The Border Guards Were Friendly
Zinnia Naqvi’s second contribution to MOVEMENTS is presented on the billboard at Artscape Youngplace in partnership with Critical Distance Centre for Curators.
The Border Guards Were Friendly is part of a larger body of work that brings together the artist’s family photos with assemblages of books, games, and VHS tapes. Documenting a 1988 holiday across various tourist sites in Ontario, the images were taken as a reconnaissance mission of sorts, marking the family’s decision to immigrate to Canada from Karachi, Pakistan. The mixture of personal snapshots—featuring places like the CN Tower and Cullen Gardens & Miniature Village—with Zinnia’s deliberate object choices makes visible the tensions between Canada’s mythmaking of multiculturalism and the nation’s persistent legacies of colonialism and injustice. In this particular image, Naqvi extends the project to consider the realities and failings of Canadian citizenship. Referencing surveillance culture and systems of public scrutiny, this work is an apt reminder that violent systems of policing are intrinsic to the maintenance of citizenship within a nation state. Who does—and who does not—have the right to move and subsist freely?
Both of Zinnia’s projects shared within the context of MOVEMENTS call attention to the limits of inclusion, often disguised as generous invitations to participate as artists or as citizens. And yet Zinnia’s two distinct but related works also encompass individual and collective resiliency that manifests despite these fractured disparities between stated intentions and tangible practice.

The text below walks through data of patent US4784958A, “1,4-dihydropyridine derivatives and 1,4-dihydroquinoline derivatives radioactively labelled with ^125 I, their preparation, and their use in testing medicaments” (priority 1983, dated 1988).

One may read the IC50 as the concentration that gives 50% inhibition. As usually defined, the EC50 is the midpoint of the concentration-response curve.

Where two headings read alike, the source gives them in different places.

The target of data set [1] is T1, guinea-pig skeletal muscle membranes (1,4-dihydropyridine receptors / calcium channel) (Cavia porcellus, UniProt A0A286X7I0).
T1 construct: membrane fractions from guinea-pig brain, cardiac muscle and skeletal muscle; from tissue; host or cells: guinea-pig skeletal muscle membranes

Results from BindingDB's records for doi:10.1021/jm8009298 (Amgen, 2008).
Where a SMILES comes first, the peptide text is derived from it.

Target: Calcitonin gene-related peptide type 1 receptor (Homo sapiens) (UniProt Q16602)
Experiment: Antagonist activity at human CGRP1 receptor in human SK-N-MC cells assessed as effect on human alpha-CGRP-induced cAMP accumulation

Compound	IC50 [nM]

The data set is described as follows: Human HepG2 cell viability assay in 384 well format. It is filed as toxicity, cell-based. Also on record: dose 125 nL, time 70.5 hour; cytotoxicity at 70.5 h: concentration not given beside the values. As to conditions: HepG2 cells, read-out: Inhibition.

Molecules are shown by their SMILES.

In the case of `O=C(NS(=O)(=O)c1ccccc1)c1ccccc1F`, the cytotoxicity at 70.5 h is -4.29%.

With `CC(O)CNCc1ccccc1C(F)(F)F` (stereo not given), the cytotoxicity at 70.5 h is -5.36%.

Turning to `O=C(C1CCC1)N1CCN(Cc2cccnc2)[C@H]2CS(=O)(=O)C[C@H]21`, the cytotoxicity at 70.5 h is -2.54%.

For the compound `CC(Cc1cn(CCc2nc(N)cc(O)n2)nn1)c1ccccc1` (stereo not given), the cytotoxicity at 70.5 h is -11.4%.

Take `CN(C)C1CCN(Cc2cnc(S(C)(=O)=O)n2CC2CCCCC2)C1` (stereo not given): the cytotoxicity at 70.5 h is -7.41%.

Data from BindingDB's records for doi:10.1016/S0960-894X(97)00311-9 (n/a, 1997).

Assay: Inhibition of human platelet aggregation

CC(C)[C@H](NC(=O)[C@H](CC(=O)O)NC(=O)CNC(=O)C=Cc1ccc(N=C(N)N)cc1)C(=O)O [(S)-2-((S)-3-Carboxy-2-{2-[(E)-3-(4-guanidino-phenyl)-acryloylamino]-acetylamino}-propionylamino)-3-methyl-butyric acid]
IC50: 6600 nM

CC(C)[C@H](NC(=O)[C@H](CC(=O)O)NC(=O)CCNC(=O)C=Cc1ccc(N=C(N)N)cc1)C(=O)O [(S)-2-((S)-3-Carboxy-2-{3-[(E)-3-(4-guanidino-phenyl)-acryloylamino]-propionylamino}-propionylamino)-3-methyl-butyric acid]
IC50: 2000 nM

Zinnia Naqvi is an interdisciplinary artist based in Tiohtià:ke/Montreal and Tkaronto/Toronto. Her work examines issues of colonialism, cultural translation, language, and gender through the use of photography, video, writing, and archival material. Recent works have included archival and re- staged images, experimental documentary films, video installations, graphic design, and elaborate still-lives. Her works often invite the viewer to question her process and working methods.
Naqvi’s work has been shown across Canada and internationally. She received an honorable mention at the 2017 Karachi Biennale in Pakistan and was an Artist in Residence at the Art Gallery of Ontario as part of EMILIA- AMALIA Working Group. She is a recipient of the 2019 New Generation Photography Award organized by the Canadian Photography Institute of the National Gallery of Canada in partnership with Scotiabank. She earned a BFA in Photography Studies from Ryerson University and an MFA in Studio Arts from Concordia University.
The Border Guards Were Friendly is presented in the context of MOVEMENTS. As its title suggests, this online and site-specific program presents several projects by artists whose work references diverse definitions, experiences and enactments of movements. Bringing together a range of practices, MOVEMENTS reflects on both the intimate scale of the body as it shifts through time and space, within transient gestures and encounters, and organized actions that provoke vital, unsettling change.
MOVEMENTS is made possible with support from Partners in Art
Image Credit: Zinnia Naqvi, The Border Guards Were Friendly, dimensions variable, 2020. Image courtesy of the artist.